• Fishing for sympathy: using the group as an audience for expressing one's own feelings or opinions (that are not associated with the goals of the group); trying to get on the good side of group members by telling them about one's problems and failures; explaining things in a very complicated way.
  • Dominating: arguing with others about the best ideas; talking non-stop; trying to be the most important person; taking over leadership.
  • Being a clown: playing the fool, telling jokes, imitating others; interrupting the group's work.
  • Looking for attention: attracting the attention of others, for example, by talking loudly or at length; expressing extreme ideas; acting strangely.
  • Stepping back: acting in a passive or inappropriate way, for example, daydreaming, whispering, avoiding the topic.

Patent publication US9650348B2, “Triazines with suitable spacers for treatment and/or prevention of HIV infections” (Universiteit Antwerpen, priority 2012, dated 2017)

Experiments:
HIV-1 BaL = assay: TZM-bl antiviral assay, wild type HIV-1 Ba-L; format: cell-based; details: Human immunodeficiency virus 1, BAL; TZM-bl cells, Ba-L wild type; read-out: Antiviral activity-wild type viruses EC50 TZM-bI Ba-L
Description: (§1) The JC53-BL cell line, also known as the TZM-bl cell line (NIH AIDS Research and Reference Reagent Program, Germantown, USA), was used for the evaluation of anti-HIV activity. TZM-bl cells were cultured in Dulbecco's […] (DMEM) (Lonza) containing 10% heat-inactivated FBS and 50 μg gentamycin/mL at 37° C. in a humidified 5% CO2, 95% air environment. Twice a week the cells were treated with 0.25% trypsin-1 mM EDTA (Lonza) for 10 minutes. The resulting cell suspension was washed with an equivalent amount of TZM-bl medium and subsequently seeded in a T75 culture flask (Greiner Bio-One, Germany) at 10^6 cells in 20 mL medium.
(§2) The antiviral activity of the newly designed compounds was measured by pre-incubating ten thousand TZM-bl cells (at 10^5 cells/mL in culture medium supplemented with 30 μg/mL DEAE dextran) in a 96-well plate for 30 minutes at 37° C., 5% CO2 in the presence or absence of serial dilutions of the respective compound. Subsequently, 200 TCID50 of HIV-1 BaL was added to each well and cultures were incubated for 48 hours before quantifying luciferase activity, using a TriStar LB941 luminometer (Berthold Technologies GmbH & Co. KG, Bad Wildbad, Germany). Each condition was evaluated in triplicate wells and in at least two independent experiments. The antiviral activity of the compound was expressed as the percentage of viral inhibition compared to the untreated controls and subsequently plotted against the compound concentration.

Tip

It is more productive to focus on people's actions rather than on roles. Each person can take on different actions that are required for the group to succeed, e.g. time keeping, writing down ideas, asking questions or reminding others about agreed rules, thus taking on co-responsibility for the outcome. Being able to observe these actions helps the teacher to analyse processes in the group and to determine what corrective actions need be taken. It is even better if the group becomes able to analyse its own actions and adapt to any shortcomings.